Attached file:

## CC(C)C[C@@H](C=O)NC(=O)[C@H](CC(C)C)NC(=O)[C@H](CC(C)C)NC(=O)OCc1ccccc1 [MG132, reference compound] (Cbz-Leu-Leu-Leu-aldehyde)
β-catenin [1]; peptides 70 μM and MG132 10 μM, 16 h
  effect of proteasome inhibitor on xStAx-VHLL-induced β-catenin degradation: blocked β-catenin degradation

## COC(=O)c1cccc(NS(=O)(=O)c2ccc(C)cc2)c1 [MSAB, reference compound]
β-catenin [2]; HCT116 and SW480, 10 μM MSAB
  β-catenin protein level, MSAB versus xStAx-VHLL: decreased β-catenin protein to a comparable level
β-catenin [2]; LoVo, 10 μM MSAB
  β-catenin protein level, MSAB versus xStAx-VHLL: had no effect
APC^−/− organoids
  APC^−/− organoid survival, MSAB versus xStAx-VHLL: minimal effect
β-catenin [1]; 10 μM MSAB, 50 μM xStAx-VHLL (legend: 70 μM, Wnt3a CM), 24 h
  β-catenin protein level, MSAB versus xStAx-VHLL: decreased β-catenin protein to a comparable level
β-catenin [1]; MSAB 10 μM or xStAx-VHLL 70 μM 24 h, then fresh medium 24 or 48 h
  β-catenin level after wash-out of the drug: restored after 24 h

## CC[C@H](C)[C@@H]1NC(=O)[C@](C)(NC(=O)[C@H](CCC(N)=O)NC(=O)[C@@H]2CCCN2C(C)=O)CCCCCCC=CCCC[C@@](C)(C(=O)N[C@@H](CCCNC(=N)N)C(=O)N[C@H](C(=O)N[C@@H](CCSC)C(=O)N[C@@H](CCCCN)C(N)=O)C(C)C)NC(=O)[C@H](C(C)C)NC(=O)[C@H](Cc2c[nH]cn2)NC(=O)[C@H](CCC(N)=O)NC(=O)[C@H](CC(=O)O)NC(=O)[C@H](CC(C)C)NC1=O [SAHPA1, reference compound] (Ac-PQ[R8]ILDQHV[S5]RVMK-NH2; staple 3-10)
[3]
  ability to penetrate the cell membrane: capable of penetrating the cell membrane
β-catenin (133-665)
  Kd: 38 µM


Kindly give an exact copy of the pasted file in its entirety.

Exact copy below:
## CC(C)C[C@@H](C=O)NC(=O)[C@H](CC(C)C)NC(=O)[C@H](CC(C)C)NC(=O)OCc1ccccc1 [MG132, reference compound] (Cbz-Leu-Leu-Leu-aldehyde)
β-catenin [1]; peptides 70 μM and MG132 10 μM, 16 h
  effect of proteasome inhibitor on xStAx-VHLL-induced β-catenin degradation: blocked β-catenin degradation

## COC(=O)c1cccc(NS(=O)(=O)c2ccc(C)cc2)c1 [MSAB, reference compound]
β-catenin [2]; HCT116 and SW480, 10 μM MSAB
  β-catenin protein level, MSAB versus xStAx-VHLL: decreased β-catenin protein to a comparable level
β-catenin [2]; LoVo, 10 μM MSAB
  β-catenin protein level, MSAB versus xStAx-VHLL: had no effect
APC^−/− organoids
  APC^−/− organoid survival, MSAB versus xStAx-VHLL: minimal effect
β-catenin [1]; 10 μM MSAB, 50 μM xStAx-VHLL (legend: 70 μM, Wnt3a CM), 24 h
  β-catenin protein level, MSAB versus xStAx-VHLL: decreased β-catenin protein to a comparable level
β-catenin [1]; MSAB 10 μM or xStAx-VHLL 70 μM 24 h, then fresh medium 24 or 48 h
  β-catenin level after wash-out of the drug: restored after 24 h

## CC[C@H](C)[C@@H]1NC(=O)[C@](C)(NC(=O)[C@H](CCC(N)=O)NC(=O)[C@@H]2CCCN2C(C)=O)CCCCCCC=CCCC[C@@](C)(C(=O)N[C@@H](CCCNC(=N)N)C(=O)N[C@H](C(=O)N[C@@H](CCSC)C(=O)N[C@@H](CCCCN)C(N)=O)C(C)C)NC(=O)[C@H](C(C)C)NC(=O)[C@H](Cc2c[nH]cn2)NC(=O)[C@H](CCC(N)=O)NC(=O)[C@H](CC(=O)O)NC(=O)[C@H](CC(C)C)NC1=O [SAHPA1, reference compound] (Ac-PQ[R8]ILDQHV[S5]RVMK-NH2; staple 3-10)
[3]
  ability to penetrate the cell membrane: capable of penetrating the cell membrane
β-catenin (133-665)
  Kd: 38 µM